Possibly Puts Pressure on Internal Organs

Sparks points out that a large requirement of organ function is their ability to move. “We all can wrap our heads around spinal movement,” she says, “but did you know your organs are meant to move as well?” Applying unnecessary compression to internal organs might be aggravating, causing them undue stress.

What exactly are the long-term effects of such aforementioned stress? Houghton says that sadly, we just don’t have all the data. “I am not aware of any actual high-quality studies on waist trainers,” he says. He does maintain that there’s no real danger of a waist trainer causing organs to move around or sustain injury. “Any possible shifting of one’s internal organs would likely take years of constant wearing to occur,” he says. In short, compressing the abdominal area is likely not enough to actually fully compress the organs themselves.

This is not to say that the pressure applied to internal organs is without consequence. The consequences are mostly muscular, however. The combination of prolonged compression and restricted range of motion results in muscles in the back and core (the one’s that would typically be used to support the areas being compressed) falling to disuse as the body becomes accustomed and, eventually, dependent on the waist trainer for physically supporting the body. In other words: If you don’t use it, you lose it.

Digestive Issues

Long-term use of a waist trainer might lead to digestive issues. “Wearing a waist trainer for any length of time can certainly cause GERD (acid reflux) to occur,” says Houghton. “This is due to compression of the stomach and thus upward pressure on stomach contents, causing reflux into the esophagus.”

Waist Trainers Might Aggravate Prolapse in Postpartum Women

Some women bind their midsections with wraps postpartum in the hopes of flattening the stomach after pregnancy. Postpartum women might seek out a waist trainer after a baby when Fried says the pelvic floor muscles are especially weak. It’s tempting, postpartum, to reach for a waist trainer, especially if your abdominal muscles experienced trauma during pregnancy and childbirth.

Byrdie Tip

Fried says you’ll get more effective results from engaging in slow, gentle, rehabilitating strengthening exercises you practice over time. “We’ll flatten the stomach this way, by re-activating the core.”

However, many postpartum women might feel too overwhelmed with a newborn to commit to a new exercise routine and instead seek the purported “easy-fix” wearing a waist trainer has to offer. This is where things get really complicated and potentially dangerous. 

“There’s a lot of things going on in your abdominal cavity postpartum,” says Fried. During pregnancy, organs—including the bladder, intestines, and stomach—can shift as the uterus expands. Although your uterus contracts within about six weeks postpartum, you might be at risk for prolapse, a condition where the bladder, uterus, or rectum can start to descend. Wearing a waist trainer might aggravate this condition.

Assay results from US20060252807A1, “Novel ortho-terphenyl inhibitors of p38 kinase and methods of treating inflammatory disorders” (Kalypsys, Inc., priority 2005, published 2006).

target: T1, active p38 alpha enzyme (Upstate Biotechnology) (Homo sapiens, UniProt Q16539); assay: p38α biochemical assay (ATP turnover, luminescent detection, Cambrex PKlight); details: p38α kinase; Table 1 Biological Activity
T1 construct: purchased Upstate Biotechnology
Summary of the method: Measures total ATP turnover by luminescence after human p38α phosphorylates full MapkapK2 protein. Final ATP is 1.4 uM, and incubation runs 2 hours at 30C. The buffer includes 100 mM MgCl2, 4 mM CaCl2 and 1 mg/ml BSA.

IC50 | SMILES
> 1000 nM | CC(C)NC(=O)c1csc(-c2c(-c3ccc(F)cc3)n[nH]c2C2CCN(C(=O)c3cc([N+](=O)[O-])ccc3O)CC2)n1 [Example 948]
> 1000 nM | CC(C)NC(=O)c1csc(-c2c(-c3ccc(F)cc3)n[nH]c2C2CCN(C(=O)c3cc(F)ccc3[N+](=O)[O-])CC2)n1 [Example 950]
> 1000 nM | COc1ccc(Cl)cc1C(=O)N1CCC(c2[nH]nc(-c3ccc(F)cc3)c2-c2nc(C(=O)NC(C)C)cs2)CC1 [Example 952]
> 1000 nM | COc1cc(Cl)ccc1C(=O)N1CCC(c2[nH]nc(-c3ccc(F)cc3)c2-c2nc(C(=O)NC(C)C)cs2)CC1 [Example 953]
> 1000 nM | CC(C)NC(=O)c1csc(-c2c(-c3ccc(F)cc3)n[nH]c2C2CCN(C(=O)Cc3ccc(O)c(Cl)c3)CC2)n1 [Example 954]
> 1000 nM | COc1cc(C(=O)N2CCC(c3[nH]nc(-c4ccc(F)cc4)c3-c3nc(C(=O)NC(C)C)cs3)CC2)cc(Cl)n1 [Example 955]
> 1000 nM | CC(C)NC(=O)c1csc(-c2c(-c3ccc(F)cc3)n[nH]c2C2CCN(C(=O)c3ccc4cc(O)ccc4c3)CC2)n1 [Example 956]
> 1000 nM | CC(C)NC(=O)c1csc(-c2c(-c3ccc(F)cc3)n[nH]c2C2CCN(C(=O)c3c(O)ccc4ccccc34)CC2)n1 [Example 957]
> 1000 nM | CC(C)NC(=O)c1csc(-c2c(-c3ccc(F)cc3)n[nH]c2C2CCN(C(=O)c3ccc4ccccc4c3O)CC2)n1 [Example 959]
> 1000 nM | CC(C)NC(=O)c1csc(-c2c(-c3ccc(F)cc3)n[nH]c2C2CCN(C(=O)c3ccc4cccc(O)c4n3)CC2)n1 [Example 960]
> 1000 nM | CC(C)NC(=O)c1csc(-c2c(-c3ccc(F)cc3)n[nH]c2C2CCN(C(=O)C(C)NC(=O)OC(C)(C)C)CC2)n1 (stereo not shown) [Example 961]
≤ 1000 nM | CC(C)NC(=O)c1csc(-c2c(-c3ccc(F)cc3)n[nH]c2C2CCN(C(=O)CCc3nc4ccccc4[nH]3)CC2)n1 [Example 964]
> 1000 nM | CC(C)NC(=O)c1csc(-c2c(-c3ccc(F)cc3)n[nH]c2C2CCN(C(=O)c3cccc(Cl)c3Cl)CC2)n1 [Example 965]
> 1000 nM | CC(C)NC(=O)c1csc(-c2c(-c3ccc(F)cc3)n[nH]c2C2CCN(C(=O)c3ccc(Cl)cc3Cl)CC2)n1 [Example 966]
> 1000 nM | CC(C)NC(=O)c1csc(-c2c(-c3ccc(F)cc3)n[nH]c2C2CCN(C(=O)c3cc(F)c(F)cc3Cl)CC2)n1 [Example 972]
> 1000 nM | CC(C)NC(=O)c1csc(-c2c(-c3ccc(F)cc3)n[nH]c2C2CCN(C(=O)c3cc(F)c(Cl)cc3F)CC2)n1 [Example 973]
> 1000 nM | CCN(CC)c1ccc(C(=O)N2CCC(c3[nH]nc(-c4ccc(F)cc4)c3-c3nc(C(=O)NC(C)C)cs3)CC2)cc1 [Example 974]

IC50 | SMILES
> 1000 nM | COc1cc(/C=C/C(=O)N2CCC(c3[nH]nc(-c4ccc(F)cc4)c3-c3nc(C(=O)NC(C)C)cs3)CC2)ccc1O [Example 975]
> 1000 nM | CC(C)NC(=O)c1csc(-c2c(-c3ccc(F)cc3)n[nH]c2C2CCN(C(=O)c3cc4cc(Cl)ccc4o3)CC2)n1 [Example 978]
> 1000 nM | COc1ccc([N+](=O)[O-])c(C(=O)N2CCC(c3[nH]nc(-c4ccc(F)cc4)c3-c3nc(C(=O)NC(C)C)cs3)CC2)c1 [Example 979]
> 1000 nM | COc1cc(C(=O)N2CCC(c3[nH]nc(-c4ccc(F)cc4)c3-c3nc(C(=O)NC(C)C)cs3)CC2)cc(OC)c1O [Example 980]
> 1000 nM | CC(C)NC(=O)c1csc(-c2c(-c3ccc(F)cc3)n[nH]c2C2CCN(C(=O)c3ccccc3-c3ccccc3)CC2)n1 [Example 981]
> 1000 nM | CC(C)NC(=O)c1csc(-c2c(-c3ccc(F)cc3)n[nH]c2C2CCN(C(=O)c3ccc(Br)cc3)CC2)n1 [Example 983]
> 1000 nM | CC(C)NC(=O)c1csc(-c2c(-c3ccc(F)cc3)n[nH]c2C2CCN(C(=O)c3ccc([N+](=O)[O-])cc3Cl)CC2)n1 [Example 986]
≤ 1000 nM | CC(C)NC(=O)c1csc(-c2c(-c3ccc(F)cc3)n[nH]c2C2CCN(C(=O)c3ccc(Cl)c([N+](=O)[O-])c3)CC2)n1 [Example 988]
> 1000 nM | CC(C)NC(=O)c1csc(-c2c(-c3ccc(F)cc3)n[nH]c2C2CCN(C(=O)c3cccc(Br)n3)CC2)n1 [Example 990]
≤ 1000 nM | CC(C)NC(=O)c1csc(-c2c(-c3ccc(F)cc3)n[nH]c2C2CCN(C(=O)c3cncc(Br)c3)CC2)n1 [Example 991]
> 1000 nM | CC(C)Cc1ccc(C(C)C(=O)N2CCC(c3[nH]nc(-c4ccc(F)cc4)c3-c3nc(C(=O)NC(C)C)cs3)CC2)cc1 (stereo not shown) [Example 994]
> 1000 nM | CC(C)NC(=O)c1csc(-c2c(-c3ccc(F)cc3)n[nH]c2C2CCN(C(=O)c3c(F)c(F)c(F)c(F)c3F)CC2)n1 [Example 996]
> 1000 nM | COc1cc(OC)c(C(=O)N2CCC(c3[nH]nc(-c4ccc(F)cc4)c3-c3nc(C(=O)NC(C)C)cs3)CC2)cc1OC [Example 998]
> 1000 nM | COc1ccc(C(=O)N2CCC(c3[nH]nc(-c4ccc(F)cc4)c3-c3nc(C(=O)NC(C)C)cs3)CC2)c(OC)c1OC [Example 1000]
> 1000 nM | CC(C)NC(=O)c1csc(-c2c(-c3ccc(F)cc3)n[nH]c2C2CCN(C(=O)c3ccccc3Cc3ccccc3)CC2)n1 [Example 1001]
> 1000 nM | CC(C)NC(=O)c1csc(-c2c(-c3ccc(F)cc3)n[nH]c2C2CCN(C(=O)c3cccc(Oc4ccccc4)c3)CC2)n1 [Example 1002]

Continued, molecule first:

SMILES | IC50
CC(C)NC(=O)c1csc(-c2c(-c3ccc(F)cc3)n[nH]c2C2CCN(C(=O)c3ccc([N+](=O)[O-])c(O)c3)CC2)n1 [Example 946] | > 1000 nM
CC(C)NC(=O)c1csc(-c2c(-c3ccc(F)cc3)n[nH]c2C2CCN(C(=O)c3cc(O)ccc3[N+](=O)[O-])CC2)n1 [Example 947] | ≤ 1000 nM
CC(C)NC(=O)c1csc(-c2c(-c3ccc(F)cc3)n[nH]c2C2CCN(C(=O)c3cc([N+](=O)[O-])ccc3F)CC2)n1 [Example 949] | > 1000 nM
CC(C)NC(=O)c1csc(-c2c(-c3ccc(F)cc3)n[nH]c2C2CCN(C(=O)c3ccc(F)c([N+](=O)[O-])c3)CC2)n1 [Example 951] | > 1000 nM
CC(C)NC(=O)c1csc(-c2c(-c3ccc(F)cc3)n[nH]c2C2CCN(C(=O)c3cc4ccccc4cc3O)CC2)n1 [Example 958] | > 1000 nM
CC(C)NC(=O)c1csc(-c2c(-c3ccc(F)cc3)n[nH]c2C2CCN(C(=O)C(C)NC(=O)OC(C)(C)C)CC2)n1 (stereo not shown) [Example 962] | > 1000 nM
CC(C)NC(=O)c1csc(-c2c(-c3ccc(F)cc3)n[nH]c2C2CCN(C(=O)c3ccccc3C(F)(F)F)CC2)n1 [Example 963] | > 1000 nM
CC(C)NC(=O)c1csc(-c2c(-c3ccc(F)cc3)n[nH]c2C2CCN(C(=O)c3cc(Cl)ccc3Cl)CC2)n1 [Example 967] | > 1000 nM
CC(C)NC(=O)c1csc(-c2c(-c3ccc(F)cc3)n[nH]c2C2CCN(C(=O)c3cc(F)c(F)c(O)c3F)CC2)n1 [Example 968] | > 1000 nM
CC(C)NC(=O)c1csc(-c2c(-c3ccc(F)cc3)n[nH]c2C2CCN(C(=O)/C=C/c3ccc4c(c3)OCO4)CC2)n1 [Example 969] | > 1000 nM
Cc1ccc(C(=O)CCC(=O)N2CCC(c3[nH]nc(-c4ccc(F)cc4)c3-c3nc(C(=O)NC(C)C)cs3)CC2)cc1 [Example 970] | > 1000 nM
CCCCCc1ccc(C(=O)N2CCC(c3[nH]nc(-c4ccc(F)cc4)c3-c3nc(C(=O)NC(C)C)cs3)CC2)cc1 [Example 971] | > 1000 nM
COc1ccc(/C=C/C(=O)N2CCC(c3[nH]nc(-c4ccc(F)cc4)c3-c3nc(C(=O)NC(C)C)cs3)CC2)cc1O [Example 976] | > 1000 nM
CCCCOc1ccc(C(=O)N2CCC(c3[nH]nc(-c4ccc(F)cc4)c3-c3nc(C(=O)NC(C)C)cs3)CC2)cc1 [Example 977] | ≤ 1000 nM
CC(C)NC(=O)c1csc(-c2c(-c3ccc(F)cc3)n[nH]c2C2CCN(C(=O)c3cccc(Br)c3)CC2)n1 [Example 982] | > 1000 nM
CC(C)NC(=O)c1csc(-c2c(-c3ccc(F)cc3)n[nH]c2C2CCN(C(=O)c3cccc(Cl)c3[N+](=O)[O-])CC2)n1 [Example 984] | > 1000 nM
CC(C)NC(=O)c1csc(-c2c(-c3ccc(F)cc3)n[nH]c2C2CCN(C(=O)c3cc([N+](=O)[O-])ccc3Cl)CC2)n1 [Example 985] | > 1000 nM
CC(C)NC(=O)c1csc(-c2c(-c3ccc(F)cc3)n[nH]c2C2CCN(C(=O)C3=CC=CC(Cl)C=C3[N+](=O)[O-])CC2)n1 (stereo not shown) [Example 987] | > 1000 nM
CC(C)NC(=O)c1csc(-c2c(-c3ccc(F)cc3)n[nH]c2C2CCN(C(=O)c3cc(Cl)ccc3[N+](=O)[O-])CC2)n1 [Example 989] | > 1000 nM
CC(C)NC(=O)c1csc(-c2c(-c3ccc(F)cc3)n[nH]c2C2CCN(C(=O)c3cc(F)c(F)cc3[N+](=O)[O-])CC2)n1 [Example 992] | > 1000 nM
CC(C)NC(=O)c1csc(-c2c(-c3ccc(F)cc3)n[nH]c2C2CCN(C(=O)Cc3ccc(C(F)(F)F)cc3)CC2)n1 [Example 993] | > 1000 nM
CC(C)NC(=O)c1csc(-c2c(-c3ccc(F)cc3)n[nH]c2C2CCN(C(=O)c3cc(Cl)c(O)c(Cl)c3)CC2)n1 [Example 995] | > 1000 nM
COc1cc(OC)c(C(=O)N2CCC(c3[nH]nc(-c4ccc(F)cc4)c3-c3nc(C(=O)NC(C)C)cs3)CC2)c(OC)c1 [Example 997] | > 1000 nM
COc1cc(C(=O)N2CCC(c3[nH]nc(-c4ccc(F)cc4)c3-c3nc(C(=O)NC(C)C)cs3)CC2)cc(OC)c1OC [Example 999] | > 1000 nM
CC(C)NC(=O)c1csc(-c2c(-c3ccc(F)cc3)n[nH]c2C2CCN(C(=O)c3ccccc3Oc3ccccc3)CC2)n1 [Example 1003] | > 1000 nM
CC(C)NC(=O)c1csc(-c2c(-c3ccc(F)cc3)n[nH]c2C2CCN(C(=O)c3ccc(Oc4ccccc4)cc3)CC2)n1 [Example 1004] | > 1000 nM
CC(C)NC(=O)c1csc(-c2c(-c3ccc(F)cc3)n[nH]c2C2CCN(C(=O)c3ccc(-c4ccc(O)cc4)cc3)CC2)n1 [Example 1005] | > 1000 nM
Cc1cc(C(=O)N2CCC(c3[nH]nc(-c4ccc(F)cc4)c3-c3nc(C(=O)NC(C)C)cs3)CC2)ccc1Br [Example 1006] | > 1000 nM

“It’s not going to move any organs,” Fried explains, “but it can give pressure downward.” She advises postpartum women get checked by their OB/GYN to make sure they’re not at risk for developing a prolapse. “Chances of prolapse increase after having a baby and with age. If you are intent on wearing a waist trainer, get checked and keep getting checked.”

Waist Trainers vs. Shapewear

Shapewear is possibly the most modern—and most comfortable—iteration of the original intentions of corsetry. While it makes no claims of permanently changing the body shape, shapewear undergarments use compression materials to skim the body’s contours to smooth and support the figure. Designed in a variety of shapes to suit a wide range of needs, these garments are created with breathable, lightweight fabrics that are meant to be worn undetected beneath clothing. Their role, like any undergarment, is simply as a foundational piece to an outfit and are often not particularly restrictive. Unlike waist trainers, they don’t claim any additional benefits if worn for prolonged periods of time.

Alternatives to Waist Trainers

Admittedly, targeting the waistline with diet and exercise is difficult, especially if you desire an hourglass shape but, as we’ve learned many times over, easy-fixes can’t replicate the same results. For a chiseled midsection, pilates-based oblique movements like twists or teasers can help create a tighter, trimmer core. Other exercises that work the obliques include side bends. “Side bends provide a fantastic workout for your waist as they effectively target the sides of your core,” adds Harwood-Nash. 

If you are intent on garnering extra support from wearable fitness to shape your waistline, consider exercise suits that incorporate electro currents into your workout as an alternative to waist trainers. Instead of physically cinching the waist into submission via constriction, these suits employ electrical current technology to induce contraction throughout the targeted muscles. This is similar to what happens within the muscles through repeated strength exercises. In other words, you’re getting the contraction without the compression. 

The Final Takeaway

The risks of waist trainers far outweigh any possible benefits. It simply isn’t worth it to risk you health and mobility for a smaller waist. Experts agree that long-term changes are far more likely to occur from changes to diet and exercise, and shapewear is largely considered a safe alternative for a temporary, cosmetic effect.